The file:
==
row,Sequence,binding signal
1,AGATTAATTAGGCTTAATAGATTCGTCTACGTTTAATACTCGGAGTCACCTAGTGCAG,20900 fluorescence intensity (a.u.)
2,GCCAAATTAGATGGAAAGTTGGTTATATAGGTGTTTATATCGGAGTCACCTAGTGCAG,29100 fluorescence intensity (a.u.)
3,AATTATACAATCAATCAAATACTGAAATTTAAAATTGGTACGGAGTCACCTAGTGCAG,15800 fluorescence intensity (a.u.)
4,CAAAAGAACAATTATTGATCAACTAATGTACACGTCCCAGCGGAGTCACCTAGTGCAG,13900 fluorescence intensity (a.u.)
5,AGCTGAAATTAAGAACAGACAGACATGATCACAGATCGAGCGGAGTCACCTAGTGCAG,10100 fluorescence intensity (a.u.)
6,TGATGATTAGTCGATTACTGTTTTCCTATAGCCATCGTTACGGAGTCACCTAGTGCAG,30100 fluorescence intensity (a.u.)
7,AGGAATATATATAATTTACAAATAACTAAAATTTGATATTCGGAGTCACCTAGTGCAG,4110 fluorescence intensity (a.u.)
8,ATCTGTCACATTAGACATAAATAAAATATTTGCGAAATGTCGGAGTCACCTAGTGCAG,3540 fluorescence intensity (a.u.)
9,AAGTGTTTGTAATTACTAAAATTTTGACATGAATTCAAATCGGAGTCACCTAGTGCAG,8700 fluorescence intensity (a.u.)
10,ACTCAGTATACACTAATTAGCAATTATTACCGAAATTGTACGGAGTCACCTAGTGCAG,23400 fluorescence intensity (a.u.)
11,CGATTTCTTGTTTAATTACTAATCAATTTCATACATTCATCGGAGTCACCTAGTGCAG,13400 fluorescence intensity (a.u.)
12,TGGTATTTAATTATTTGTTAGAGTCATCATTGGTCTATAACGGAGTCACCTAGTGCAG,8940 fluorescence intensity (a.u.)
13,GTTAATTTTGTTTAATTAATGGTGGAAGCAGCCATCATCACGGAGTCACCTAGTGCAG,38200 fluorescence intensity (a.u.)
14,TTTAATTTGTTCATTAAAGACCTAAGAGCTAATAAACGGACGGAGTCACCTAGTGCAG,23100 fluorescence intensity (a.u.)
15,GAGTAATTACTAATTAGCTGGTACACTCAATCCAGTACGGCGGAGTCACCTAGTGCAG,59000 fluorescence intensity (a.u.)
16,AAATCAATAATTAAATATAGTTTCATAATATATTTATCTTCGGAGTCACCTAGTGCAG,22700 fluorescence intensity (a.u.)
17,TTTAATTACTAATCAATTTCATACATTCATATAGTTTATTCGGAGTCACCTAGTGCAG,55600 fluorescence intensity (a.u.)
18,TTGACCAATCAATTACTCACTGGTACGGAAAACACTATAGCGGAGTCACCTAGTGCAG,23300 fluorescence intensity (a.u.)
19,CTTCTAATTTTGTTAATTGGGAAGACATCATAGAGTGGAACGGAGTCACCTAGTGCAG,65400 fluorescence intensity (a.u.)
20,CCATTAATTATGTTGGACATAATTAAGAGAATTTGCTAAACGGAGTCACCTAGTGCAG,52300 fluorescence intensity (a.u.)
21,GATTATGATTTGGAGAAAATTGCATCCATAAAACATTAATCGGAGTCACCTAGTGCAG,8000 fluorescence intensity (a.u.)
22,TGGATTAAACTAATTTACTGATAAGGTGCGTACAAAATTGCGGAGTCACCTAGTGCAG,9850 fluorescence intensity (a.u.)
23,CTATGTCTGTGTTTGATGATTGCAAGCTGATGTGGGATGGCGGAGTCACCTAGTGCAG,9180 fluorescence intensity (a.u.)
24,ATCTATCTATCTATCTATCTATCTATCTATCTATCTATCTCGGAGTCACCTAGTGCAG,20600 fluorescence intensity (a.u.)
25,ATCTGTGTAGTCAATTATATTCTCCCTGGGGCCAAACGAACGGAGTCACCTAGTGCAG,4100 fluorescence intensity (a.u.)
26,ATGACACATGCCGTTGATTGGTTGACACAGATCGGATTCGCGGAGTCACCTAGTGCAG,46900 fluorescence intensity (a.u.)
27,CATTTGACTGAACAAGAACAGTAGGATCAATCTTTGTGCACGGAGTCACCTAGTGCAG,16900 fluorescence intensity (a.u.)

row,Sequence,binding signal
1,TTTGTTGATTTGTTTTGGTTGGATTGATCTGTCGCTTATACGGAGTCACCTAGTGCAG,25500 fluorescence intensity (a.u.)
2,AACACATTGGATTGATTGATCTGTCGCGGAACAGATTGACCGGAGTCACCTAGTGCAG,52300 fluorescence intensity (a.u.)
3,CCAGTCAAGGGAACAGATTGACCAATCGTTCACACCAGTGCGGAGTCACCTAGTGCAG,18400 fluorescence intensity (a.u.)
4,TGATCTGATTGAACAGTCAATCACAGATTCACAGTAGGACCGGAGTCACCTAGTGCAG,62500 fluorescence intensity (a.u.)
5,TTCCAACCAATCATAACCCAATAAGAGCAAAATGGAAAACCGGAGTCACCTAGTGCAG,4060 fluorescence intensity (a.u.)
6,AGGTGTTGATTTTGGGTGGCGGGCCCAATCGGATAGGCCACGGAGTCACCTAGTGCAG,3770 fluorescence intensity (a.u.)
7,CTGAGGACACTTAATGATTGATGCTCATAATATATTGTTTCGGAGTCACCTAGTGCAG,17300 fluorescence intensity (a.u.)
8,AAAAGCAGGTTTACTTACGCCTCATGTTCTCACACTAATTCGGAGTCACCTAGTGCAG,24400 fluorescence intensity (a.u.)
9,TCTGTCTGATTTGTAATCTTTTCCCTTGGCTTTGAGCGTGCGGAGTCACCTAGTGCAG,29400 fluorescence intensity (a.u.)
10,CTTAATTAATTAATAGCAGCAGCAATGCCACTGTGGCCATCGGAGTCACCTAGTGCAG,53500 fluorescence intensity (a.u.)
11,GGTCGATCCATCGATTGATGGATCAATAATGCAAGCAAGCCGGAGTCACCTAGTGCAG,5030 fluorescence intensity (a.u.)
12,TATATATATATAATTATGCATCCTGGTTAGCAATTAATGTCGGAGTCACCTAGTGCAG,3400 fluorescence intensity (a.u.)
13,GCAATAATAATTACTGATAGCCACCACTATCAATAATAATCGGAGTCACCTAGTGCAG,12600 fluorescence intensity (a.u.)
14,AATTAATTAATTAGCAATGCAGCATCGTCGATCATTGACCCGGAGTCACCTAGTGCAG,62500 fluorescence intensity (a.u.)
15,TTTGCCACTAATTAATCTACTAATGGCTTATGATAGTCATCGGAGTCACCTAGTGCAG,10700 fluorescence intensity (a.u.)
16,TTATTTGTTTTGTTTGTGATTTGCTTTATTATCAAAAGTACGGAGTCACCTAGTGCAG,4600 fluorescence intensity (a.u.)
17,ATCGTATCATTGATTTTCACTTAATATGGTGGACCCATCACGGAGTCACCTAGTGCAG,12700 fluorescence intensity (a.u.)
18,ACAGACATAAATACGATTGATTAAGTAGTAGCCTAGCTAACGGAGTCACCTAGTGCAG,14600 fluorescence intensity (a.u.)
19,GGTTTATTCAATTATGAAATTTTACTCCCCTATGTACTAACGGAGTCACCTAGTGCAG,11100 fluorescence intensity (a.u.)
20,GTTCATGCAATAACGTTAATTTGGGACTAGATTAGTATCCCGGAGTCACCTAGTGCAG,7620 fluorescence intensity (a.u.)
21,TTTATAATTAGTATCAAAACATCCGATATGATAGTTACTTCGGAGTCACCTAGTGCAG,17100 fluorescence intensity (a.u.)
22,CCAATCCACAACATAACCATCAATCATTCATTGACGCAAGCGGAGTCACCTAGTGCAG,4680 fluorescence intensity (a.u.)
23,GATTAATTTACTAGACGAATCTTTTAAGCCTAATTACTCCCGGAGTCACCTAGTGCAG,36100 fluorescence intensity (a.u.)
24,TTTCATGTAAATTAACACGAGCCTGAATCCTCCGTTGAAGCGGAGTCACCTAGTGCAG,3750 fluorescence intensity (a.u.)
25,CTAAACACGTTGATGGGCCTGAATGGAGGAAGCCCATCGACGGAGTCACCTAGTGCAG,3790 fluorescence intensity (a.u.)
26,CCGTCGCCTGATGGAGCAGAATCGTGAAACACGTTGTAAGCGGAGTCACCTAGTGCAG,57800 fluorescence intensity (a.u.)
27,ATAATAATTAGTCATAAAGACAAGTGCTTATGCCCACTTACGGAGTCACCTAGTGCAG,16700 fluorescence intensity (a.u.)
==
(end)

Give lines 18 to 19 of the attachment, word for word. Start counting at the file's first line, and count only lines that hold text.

17,TTTAATTACTAATCAATTTCATACATTCATATAGTTTATTCGGAGTCACCTAGTGCAG,55600 fluorescence intensity (a.u.)
18,TTGACCAATCAATTACTCACTGGTACGGAAAACACTATAGCGGAGTCACCTAGTGCAG,23300 fluorescence intensity (a.u.)